Will Brexit Affect the Value of Your Farmland?

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Fears have been expressed by some land agents that agricultural land prices may fall in the UK, as a direct result of Brexit.

It is expected that the amount of subsidies, such as the Basic Payment Scheme, will decline once Britain leaves the EU, causing some farmers to re-consider their financial position.  Many are already struggling to make ends meet and a reduction in subsidy support, combined with a predicted interest-rate rise for borrowing, may result in many being forced to leave the industry.

As a consequence the demand for farmland could fall away, with the price per hectare dropping by as much as £1,000, despite it having remained fairly robust so far, at an average of around £7,500 for bare land.

However, even the experts admit it is difficult to predict the full impact of Brexit, with so many other factors coming into play, such as trade tariffs, pricing and food imports.  Post-referendum predictions of economic doom and gloom have not yet come to pass, so those in the industry would be wise not to panic at this stage.

Please note: This article is a commentary on general principles and should not be interpreted as advice for your specific situation.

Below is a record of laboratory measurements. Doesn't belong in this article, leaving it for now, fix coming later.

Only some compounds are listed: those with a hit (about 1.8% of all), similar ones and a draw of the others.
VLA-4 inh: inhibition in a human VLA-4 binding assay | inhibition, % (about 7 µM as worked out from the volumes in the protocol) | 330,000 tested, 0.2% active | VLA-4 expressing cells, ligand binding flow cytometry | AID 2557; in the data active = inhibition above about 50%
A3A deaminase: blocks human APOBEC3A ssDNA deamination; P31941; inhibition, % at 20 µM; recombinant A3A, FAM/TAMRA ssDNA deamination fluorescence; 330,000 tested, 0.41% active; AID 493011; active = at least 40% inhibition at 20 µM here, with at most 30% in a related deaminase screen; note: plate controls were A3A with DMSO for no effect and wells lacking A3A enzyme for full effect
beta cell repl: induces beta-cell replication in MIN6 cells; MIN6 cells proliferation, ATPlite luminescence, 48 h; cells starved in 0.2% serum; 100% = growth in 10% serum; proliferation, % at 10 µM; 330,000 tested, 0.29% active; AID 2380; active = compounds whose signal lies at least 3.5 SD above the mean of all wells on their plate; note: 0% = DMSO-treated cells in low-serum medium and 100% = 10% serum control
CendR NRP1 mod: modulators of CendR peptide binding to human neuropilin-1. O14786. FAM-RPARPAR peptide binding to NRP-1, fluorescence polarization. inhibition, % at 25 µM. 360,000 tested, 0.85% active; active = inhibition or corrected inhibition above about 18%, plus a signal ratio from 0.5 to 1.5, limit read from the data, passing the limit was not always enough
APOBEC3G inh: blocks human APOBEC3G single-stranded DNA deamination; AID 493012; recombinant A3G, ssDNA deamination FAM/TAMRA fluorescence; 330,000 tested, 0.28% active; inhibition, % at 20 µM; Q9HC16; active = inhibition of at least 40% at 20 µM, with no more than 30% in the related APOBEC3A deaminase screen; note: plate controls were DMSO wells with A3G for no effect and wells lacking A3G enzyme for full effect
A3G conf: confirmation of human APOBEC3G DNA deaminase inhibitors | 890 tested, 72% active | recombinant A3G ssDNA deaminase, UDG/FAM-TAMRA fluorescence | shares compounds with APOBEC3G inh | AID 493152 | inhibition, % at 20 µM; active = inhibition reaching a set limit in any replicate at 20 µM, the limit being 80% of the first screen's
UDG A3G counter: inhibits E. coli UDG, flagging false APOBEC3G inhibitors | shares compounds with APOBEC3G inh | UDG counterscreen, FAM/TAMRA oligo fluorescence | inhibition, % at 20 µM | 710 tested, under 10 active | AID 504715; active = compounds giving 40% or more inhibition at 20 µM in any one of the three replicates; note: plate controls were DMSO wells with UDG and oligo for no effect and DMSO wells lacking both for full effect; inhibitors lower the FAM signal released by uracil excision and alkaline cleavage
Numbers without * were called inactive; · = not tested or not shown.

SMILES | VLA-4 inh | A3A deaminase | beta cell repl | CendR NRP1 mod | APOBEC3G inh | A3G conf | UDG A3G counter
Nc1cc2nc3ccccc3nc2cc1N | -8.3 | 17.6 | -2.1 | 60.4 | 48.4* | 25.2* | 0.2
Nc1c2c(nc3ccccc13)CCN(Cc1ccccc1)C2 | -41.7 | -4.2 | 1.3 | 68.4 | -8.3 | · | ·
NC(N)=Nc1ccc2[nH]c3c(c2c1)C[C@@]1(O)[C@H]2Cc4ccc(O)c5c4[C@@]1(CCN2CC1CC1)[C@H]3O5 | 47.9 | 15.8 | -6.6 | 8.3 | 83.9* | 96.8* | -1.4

Land Prices Fall In First Quarter Of 2016

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Land prices fall in first quarter of 2016 as a result of buyers caution and the depressed agricultural markets.

An average fall of 3% in comparison with the final quarter of 2015

On the brighter side, farmland values remain much improved over those 5 and 10 year ago, showing 32% and 176% increase respectively.

Quality really is key with buyers remaining price sensitive over what is being billed as an unsurprising re-adjustment period within the agricultural land markets.

Please note: This article is a commentary on general principles and should not be interpreted as advice for your specific situation.

Farmland – A Capital Performance

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Knight Frank’s farmland investment index shows that over the last 10 years good farmland values have risen by 230%. By comparison the value of prime housing in central London has only increased by 135% and the FTSE100 increased by less than 50%.

There are some indications that farmland prices are not currently increasing at the same rate. However most landowners are long term investors so performance over a 10 year horizon is important.

In any case it helps to have some positive news for landowners in the light of the current recession in agricultural commodity prices and farm trading profitability.

Please note: This article is a commentary on general principles and should not be interpreted as advice for your specific situation.

Estate Planning and Farmland

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Most land owners are aware of Agricultural Property Relief (APR) and could be forgiven for thinking that this means there is no risk of their Estate paying Inheritance Tax.

Unfortunately there are situations where farmland does not qualify for 100% APR. There have been cases where the HM Revenue & Customs have successfully challenged claims for APR and the rules are complicated.